I had been feeling uncomfortable all day, but by 5pm I was in pain and went to my local hospital where I was told that I was 4cm dilated and the baby, who was in breech position, was coming. A doctor came to see me to discuss the options for a vaginal birth or a caesarian section, she told me that the baby might not survive either way but that I needed to make a decision. Soon. This was my first pregnancy, I hadn’t made it as far as antenatal classes, I had no idea how to give birth – what was I supposed to do? It felt like an impossible decision and one that was ultimately taken out of my hands as the baby’s heartbeat dropped and stayed down. The nurse shouted at my husband to ‘pull the emergency cord’ and suddenly the room filled with people and I was rushed down the corridor.
Emily Faye Read was born at 20:54 weighing 1lb 13oz via caesarian section while I was under a general anaesthetic. I didn’t see or hold my baby as she was already in intensive care, but one of the nurses gave me the hat she had worn initially and that hat didn’t leave my hand until I finally saw her at 11am the next morning when I was wheeled down to NICU. It was dark in the room and she was being prepared for transfer to Oldham as she needed ventilating and our local hospital didn’t have the facilities for this. And there she was, asleep, breathing mechanically with the aid of the ventilator, skin red and bruised from being born, but strong, so strong. I knew from that first glance that she was going to do everything in her power to stay with us.
Emily was transferred to Oldham and I followed in a transport ambulance, I was taken to the post-natal ward, a place filled with women who were taking those first gentle steps into motherhood with their babies at their sides while I was faced with, well I didn’t know what I would be faced with – would I ever take my baby home? If I did, would she be healthy? These women had their babies with them, but all I had was questions, so many questions.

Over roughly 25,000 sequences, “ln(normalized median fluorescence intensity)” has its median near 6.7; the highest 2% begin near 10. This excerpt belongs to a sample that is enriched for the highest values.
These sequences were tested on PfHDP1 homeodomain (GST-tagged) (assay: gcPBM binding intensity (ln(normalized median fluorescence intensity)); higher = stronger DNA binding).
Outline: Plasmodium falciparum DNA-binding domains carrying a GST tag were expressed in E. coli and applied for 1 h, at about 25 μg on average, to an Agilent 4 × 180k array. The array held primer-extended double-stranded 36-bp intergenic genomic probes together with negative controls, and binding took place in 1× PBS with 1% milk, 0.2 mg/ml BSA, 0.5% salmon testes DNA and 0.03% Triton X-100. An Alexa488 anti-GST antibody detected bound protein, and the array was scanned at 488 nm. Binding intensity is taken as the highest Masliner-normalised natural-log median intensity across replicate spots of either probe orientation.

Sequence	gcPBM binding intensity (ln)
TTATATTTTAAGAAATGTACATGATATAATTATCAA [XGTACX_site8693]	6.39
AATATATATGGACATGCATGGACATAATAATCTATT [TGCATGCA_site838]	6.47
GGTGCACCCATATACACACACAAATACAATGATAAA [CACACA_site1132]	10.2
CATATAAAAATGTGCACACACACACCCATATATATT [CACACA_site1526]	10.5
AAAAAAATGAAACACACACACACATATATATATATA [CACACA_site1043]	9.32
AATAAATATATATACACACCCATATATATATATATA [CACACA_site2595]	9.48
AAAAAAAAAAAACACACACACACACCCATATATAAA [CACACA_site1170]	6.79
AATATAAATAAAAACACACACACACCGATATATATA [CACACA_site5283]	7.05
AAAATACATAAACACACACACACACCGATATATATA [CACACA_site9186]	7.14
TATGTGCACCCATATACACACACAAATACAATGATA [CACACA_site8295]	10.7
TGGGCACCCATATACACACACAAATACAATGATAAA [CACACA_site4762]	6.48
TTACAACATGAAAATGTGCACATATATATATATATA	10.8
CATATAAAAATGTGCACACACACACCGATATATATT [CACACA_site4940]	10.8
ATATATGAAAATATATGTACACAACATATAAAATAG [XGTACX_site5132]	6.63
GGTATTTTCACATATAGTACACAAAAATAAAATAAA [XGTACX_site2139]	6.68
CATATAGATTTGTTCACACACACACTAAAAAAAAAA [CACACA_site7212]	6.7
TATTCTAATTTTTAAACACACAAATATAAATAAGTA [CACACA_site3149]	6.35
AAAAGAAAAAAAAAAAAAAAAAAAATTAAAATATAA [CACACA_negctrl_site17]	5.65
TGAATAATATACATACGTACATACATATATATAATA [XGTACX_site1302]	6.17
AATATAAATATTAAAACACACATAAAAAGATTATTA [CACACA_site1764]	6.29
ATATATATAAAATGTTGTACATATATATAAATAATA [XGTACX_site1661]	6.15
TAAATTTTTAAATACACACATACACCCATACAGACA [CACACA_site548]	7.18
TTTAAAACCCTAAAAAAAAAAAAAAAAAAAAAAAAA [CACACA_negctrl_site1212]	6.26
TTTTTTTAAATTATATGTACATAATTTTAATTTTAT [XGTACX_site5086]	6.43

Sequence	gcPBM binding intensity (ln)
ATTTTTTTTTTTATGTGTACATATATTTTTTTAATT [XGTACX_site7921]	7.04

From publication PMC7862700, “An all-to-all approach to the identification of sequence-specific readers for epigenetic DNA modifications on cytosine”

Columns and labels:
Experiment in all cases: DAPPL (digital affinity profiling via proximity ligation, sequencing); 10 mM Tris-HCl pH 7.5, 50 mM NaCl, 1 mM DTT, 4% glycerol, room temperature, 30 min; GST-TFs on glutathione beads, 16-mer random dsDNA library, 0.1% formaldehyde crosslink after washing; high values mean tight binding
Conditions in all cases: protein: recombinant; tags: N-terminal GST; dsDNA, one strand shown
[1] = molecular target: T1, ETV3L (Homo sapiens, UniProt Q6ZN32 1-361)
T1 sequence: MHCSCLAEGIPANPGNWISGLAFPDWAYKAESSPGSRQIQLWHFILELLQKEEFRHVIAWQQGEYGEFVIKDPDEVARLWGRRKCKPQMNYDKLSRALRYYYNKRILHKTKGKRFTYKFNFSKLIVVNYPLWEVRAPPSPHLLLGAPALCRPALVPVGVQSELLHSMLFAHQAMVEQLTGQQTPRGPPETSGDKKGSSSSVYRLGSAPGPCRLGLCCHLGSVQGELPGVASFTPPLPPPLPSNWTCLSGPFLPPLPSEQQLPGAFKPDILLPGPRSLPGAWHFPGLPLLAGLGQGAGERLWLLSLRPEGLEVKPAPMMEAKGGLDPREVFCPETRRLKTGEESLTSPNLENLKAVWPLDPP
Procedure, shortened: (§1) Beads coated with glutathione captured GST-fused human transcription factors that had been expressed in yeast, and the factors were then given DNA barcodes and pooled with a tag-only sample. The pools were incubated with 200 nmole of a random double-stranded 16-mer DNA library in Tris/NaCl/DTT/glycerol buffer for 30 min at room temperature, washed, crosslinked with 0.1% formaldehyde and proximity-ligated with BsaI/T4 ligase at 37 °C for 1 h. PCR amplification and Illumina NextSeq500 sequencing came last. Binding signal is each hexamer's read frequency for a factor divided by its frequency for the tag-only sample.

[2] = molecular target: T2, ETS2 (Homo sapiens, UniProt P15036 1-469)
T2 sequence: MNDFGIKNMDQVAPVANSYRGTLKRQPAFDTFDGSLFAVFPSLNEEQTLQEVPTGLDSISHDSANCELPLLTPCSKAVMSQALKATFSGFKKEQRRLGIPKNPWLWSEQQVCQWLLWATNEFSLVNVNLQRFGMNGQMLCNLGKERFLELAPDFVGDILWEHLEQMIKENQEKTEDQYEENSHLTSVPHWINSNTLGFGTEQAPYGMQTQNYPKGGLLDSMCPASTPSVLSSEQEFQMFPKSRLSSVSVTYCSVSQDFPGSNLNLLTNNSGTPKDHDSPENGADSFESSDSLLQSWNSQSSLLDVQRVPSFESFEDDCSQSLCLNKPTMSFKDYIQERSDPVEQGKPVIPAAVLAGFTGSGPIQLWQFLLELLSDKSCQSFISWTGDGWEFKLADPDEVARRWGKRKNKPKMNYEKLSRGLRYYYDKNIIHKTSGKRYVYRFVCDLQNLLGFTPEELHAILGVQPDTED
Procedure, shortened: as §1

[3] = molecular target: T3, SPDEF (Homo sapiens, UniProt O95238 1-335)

I find it hard to remember those first few days in NICU – a blur of new information: bradycardia, TPN, long line, blood gases. What I do remember is being told that we had to take Emily’s progress an hour at a time and that will stay with me forever. I should have still been pregnant for another 3 months, but instead I was looking at my baby through an incubator wall willing time to stand still, scared what the future would bring and at the same time wanting to rush to the end, to know our fate whatever that may be.
Emily was stable and we were allowed to do her cares 4 days after she was born and hold her after 7 days. She was doing so well that they tried her off the ventilator on day 5, although she did need to go back onto it, she was proving me right, she was strong. When I look back on the photos of these early days I look tired, bewildered, full of love for my baby, but this is not how I was feeling. What I was feeling was guilt and grief. Guilty that I had done this, my body had failed my baby and she was suffering as a result. And grief for my pregnancy, my missing bump, missing kicks and flutters. Both of these feelings stopped me from bonding with Emily, I just did not feel like she was my baby and I also felt guilty about this.
Emily spent a total of 14 weeks in NICU, we were extremely lucky and had a relatively straightforward journey and she surprised everyone by not needing home oxygen! I slowly bonded with Emily over those 14 weeks and Spoons was there for all of the milestones, big and small, weight gains, moving off the ventilator, wearing clothes for the first time! On Mother’s Day they left a gift bag for all of the new mums and I will never forget that. I walked into the unit feeling nothing like a mother and walked out feeling completely different. Even when we had moved to our local hospital Spoons remembered us and we received a ‘first bath kit’ in the post!
For some friends and family, the day you come home is the day your journey ends, but it is just another step in your journey. Having the support group was another lifeline for us when we came home. Emily came home breastfeeding, but we very quickly had to put her onto formula and this broke my heart. Without the ongoing support from Spoons I would have felt completely alone. I am so glad that I reached out for support and I am so grateful to Spoons for everything they have done for me and Emily and I’m so happy to say that at 2 years old my little girl and I are the best of friends and she shows us just how strong and brave she is every day!
Our NICU journey started when I went into spontaneous preterm labour at 25+2 weeks.